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Bitcoin Exchange Shop In Krakow

A Bitcoin exchange shop in Krakow, Poland on March 5, 2019. (Photo by Jakub Porzycki/NurPhoto via ... [+] Getty Images)

NurPhoto via Getty Images

The story of bitcoin has been one of a rapid rise recently, at least when it comes to short-term prices. In 2017, the story centred on the frenzy of retail investors who started getting interested in bitcoin and other cryptocurrencies and started figuring out how to navigate the rise of initial coin offerings. Now, in 2020 and 2021, the support seems to be coming from quasi-institutional forces — from high net-worth individuals to family offices for some of the most wealthy people on Earth to hedge funds such as Paul Tudor Jones.

Yet, what gives one pause to think — and perhaps some not-so-unwelcome hope — is the idea that institutional support is coming around the corner or is already here from the largest publicly traded companies in the world, and governments/sovereign wealth funds and central banks. While a lot of central bankers and governments have been put on record as being against bitcoin, everybody from the PRC’s central government to the President of the ECB, there are small breaks in the fabric of true institutional support for bitcoin.

Local municipalities in the United States are starting to think about putting their city treasury into bitcoin. This was most notable with Miami mayor Francis Suarez, but there are other politicians on state and even federal level with pro-bitcoin views such as Colorado governor Jared Polis, and Wyoming Senator Lummis. Those with control over local and state treasuries can not only help pass bitcoin-friendly legislation, they can use their city budgets or state treasuries to directly purchase bitcoin, as Miami is currently considering. Local governments in the United States might then set examples for cities around the world.

While central and federal governments and nation-states as well as central banks might be slower to adapt and purchase bitcoin, a younger generation of leadership in federated localities can push the drive of bitcoin forward as part of policy experimentation, with enough time that a generation of more bitcoin-friendly politicians and regulators might take over at higher levels.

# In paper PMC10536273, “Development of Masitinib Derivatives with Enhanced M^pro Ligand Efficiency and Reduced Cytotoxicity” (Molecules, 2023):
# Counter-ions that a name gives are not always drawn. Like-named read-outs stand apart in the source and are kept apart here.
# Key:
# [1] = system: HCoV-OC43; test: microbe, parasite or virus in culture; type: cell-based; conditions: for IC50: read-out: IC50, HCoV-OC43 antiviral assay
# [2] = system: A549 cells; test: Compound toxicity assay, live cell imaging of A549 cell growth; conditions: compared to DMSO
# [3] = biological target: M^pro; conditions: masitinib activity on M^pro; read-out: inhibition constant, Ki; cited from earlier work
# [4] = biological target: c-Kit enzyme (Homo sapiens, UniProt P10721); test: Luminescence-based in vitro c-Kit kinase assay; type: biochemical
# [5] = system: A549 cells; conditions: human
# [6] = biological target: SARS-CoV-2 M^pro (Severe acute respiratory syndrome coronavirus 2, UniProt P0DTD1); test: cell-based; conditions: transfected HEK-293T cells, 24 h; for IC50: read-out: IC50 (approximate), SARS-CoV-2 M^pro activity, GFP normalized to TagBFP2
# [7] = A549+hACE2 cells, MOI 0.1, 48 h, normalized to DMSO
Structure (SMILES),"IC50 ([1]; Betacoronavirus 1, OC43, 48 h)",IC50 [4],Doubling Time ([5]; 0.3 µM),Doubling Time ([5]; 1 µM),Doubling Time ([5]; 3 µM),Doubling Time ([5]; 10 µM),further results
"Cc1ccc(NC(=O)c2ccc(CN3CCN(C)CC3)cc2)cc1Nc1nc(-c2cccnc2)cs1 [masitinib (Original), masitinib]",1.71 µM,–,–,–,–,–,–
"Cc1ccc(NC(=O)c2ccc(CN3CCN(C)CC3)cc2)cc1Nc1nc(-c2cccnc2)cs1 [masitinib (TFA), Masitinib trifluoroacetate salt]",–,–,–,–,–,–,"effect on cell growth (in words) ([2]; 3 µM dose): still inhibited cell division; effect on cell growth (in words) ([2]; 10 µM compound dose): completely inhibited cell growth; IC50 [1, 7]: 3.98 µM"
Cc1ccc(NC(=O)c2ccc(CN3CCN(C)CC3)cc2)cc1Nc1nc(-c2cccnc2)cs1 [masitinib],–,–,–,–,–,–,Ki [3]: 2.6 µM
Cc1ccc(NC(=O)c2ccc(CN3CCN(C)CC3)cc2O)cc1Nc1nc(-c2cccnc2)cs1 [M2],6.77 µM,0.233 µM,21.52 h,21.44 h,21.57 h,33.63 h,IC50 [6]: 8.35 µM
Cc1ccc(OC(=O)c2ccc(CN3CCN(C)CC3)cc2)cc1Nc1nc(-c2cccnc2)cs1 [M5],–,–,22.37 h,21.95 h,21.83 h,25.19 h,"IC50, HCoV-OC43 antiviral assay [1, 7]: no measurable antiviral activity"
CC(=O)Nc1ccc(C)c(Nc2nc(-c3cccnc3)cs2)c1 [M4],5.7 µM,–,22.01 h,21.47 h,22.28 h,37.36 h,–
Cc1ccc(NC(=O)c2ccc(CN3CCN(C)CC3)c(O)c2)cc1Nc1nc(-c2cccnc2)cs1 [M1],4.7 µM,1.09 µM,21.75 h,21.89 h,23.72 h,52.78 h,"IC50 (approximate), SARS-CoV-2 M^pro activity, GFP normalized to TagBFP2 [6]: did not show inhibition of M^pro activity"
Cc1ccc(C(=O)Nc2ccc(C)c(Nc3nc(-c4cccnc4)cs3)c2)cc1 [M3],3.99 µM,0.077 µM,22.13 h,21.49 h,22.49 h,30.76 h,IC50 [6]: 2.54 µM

Publicly traded companies have already started embracing bitcoin as well, most prominently with MicroStrategy MSTR and Michael Saylor and Tesla TSLA with their recent $1.5bn buy.

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As corporate treasuries start buying bitcoin, publicly traded companies are going to start buying bitcoin even if their line of business is not directly related to bitcoin, for example bitcoin mining companies or those who are looking to create bitcoin exchanges. This will be founder-led — as seen with Jack Dorsey and Square SQ Crypto. Companies will tend to buy the dip such as when Square just bought about $170mn USD in bitcoin. This will lead to somewhat of a soft floor for bitcoin’s price.

This will lead to interesting effects beyond just payments and institutional support — Jack Dorsey recently partnered with Jay-Z in order to fund the most generous bitcoin development support fund so far. And embedded in Elon Musk’s declaration was implicit support for the general bitcoin ecosystem. The idea thrown out there was to maybe accept bitcoin for Tesla vehicles, but it can get much deeper than that.

With Tesla micro-payments, innovation on Lightning Network and other ways to process micro-transactions might help — and be further developed with Tesla as a example case, and perhaps a funder. We might see the same path as other entrepreneurs have embarked on with Elon: first, by getting involved with buying bitcoin, then by supporting the development of core bitcoin innovations.

Saylor’s role as one of the first to put billions of fiat dollars in value with bitcoin is also something worth looking at. Through his encouragement and know-how, other public companies may take the same steps as Elon Musk has.

Now onto the next element — central banks and sovereign wealth funds. Many of their leaders are condemning bitcoin almost instinctively due to their perception that it will. Many of the countries now using bitcoin are those who are cornered into it because of exclusion from the global trade or financial regime — for example, countries that are under sanction by the United States such as Venezuala and Iran.

Yet there are signs of experimentation with the idea of decentralization with currency swaps and more. And it’s possible that as more localities start adopting it and more legislators start accepting bitcoin contributions, there may be a change in how a new generation of regulators look at cryptocurrency. Perhaps in the surprising mainstream adoption of bitcoin, this movement might become inevitable with or without the explicit approval of central bankers.

They will, just as some high net-worth individuals do now, consider cryptocurrencies as an asset class they can’t miss despite their ideological convictions or other investments.

If 2017 was when retail investors led the charge, the current boom likely starts with family offices and high net-worth individuals. It’s worth considering how far the boom can go if indeed, institutional support — frequent buys from public companies, cities and maybe eventually, sovereign wealth funds, pensions and central banks, continues powering and accelerating bitcoin’s growth.